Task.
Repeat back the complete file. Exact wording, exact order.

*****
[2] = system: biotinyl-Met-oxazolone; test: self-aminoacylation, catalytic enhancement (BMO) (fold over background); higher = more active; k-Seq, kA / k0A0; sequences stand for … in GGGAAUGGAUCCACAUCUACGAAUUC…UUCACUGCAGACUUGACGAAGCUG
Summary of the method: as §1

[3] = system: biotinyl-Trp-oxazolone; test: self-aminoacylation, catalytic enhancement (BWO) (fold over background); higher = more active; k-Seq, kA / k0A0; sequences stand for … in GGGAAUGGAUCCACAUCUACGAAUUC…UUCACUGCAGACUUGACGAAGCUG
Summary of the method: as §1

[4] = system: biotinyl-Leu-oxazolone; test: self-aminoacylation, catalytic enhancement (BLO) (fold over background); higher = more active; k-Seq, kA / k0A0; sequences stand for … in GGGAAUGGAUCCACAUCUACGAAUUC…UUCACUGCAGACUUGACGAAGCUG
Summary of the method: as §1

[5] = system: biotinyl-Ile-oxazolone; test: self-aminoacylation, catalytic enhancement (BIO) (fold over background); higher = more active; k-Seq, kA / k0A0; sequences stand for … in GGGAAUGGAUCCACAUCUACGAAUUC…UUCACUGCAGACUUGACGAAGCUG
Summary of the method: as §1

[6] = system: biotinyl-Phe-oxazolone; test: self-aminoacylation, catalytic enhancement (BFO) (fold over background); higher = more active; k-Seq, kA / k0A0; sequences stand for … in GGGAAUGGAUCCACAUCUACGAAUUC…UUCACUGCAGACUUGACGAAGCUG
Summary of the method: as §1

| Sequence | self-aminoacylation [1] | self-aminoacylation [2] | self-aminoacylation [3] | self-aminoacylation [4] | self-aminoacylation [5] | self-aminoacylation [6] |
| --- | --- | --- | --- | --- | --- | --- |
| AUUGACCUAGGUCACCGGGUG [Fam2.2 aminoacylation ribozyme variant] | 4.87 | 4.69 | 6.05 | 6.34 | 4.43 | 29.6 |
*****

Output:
[2] = system: biotinyl-Met-oxazolone; test: self-aminoacylation, catalytic enhancement (BMO) (fold over background); higher = more active; k-Seq, kA / k0A0; sequences stand for … in GGGAAUGGAUCCACAUCUACGAAUUC…UUCACUGCAGACUUGACGAAGCUG
Summary of the method: as §1

[3] = system: biotinyl-Trp-oxazolone; test: self-aminoacylation, catalytic enhancement (BWO) (fold over background); higher = more active; k-Seq, kA / k0A0; sequences stand for … in GGGAAUGGAUCCACAUCUACGAAUUC…UUCACUGCAGACUUGACGAAGCUG
Summary of the method: as §1

[4] = system: biotinyl-Leu-oxazolone; test: self-aminoacylation, catalytic enhancement (BLO) (fold over background); higher = more active; k-Seq, kA / k0A0; sequences stand for … in GGGAAUGGAUCCACAUCUACGAAUUC…UUCACUGCAGACUUGACGAAGCUG
Summary of the method: as §1

[5] = system: biotinyl-Ile-oxazolone; test: self-aminoacylation, catalytic enhancement (BIO) (fold over background); higher = more active; k-Seq, kA / k0A0; sequences stand for … in GGGAAUGGAUCCACAUCUACGAAUUC…UUCACUGCAGACUUGACGAAGCUG
Summary of the method: as §1

[6] = system: biotinyl-Phe-oxazolone; test: self-aminoacylation, catalytic enhancement (BFO) (fold over background); higher = more active; k-Seq, kA / k0A0; sequences stand for … in GGGAAUGGAUCCACAUCUACGAAUUC…UUCACUGCAGACUUGACGAAGCUG
Summary of the method: as §1

| Sequence | self-aminoacylation [1] | self-aminoacylation [2] | self-aminoacylation [3] | self-aminoacylation [4] | self-aminoacylation [5] | self-aminoacylation [6] |
| --- | --- | --- | --- | --- | --- | --- |
| AUUGACCUAGGUCACCGGGUG [Fam2.2 aminoacylation ribozyme variant] | 4.87 | 4.69 | 6.05 | 6.34 | 4.43 | 29.6 |